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dir Len Wiseman
scr Kurt Wimmer, Mark Bomback
prd Toby Jaffe, Neal H Moritz
with Colin Farrell, Kate Beckinsale, Jessica Biel, Bryan Cranston, Bokeem Woodbine, Bill Nighy, John Cho, Will Yun Lee, Dylan Scott Smith, Simon Sinn, Andrew Moodie, Kaitlyn Leeb
release US 3.Aug.12, UK 29.Aug.12
12/US Columbia 1h58
Identity issues: Biel and Farrell
|R E V I E W B Y R I C H C L I N E|
Director Wiseman invests this sci-fi action remake with plenty of visual whizzery even as he seems to miss the point of the story. This wouldn't be a problem if the film had a sense of its themes, took itself less seriously or included some originality in its impressive design.
After a chemical war, the remnants of humanity live in the last two hospitable ends of the earth while activist Matthias (Nighy) wages a terrorist war against the totalitarian government. Robotics worker Doug (Farrell) is happily married to Lori (Beckinsale) but has recurring nightmares in which he and a woman (Biel) are chased by robot-cops. So he visits a Rekall memory-implant centre to clear his mind, only to discover that his whole life might be an implanted memory. Then as he runs for his life, it's difficult to tell what's real and what's not.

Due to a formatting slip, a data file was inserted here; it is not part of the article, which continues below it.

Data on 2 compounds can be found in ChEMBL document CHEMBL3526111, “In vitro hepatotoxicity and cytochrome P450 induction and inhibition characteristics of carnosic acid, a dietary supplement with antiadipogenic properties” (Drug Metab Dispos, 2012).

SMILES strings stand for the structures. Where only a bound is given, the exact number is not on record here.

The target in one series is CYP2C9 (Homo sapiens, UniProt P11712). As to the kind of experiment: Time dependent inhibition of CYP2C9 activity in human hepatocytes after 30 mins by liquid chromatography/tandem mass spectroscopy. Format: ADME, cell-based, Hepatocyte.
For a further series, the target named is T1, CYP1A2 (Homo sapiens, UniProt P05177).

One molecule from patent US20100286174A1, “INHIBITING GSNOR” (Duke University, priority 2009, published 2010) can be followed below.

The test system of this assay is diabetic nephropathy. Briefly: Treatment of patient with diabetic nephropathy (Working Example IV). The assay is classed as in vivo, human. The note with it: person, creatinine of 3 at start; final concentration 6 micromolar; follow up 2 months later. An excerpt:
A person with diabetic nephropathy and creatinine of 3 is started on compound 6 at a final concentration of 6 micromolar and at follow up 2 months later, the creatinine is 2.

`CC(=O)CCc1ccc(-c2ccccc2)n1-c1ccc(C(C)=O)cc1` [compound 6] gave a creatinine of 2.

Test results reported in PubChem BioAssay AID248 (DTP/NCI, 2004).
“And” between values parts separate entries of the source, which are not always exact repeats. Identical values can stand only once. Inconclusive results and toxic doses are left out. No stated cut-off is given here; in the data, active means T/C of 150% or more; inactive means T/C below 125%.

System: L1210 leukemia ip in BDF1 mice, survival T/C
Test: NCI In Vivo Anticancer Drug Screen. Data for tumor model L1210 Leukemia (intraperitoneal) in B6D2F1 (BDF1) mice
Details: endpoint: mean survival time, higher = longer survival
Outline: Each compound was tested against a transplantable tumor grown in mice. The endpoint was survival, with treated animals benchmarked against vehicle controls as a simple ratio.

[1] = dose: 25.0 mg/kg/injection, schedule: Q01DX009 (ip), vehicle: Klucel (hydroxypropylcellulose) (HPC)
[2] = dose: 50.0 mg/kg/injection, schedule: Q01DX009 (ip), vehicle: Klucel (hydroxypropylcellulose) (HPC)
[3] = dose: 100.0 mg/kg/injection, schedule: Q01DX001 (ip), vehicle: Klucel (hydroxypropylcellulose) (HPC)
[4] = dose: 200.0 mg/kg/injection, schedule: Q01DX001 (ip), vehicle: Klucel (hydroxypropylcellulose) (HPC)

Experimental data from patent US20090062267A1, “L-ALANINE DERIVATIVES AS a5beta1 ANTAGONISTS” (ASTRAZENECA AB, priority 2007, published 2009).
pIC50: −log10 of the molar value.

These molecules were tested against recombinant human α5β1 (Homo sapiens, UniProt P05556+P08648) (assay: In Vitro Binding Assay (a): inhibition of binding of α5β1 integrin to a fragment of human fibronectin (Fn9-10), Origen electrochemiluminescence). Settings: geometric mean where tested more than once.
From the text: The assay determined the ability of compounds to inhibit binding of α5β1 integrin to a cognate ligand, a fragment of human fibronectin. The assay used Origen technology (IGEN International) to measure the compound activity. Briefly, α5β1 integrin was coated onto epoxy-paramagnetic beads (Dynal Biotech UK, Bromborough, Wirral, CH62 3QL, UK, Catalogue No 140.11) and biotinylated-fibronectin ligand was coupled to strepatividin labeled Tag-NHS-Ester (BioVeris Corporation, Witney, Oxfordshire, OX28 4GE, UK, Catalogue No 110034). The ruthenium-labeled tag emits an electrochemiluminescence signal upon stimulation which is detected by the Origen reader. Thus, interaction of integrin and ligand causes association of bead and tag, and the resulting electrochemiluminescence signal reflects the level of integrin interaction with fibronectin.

Wiseman creates a Blade Runner-style future, with neon-lit gloom and constant drizzle. Fortunately, Farrell brings some emotive electricity that makes even the dullest dialog sound interesting. His interaction with his pal Harry (Woodbine) is enjoyably offhanded in all the ways that his marriage to the stone-faced Beckinsale and tough-girl Biel aren't. The problem is that Wiseman plays everything straight, ignoring the satire and irony that make Philip K Dick's original story so resonant.
Beneath the loud, chaotic action sequences is the intriguing story of a guy whose existence is turned upside-down when he discovers that he's not who he thinks he is. This gives the first act a charge of raw emotion that can never compete with the overwrought machismo of deafening violence and nonsensical (but achingly cool) technology. The villains, led by the Chancellor (Cranston) and his army of Storm Trooper drones, are relentlessly brutal as they chase Doug in Fifth Element hover-cars through a rusted-out, vertiginous Coruscant.
Undemanding filmgoers won't mind watching this cut-and-paste action through a series of kinetic videogame levels. But Wiseman only rarely remembers that personal moments that make a movie engaging, not mindless carnage, corny brain-bending twists, persistent misogyny and a hackneyed MacGuffin. That said, it's snappy and edgy enough provide some empty-headed entertainment. But in better hands it could have been much more than that.
|R E A D E R R E V I E W S|
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© 2012 by Rich Cline, Shadows on the Wall|
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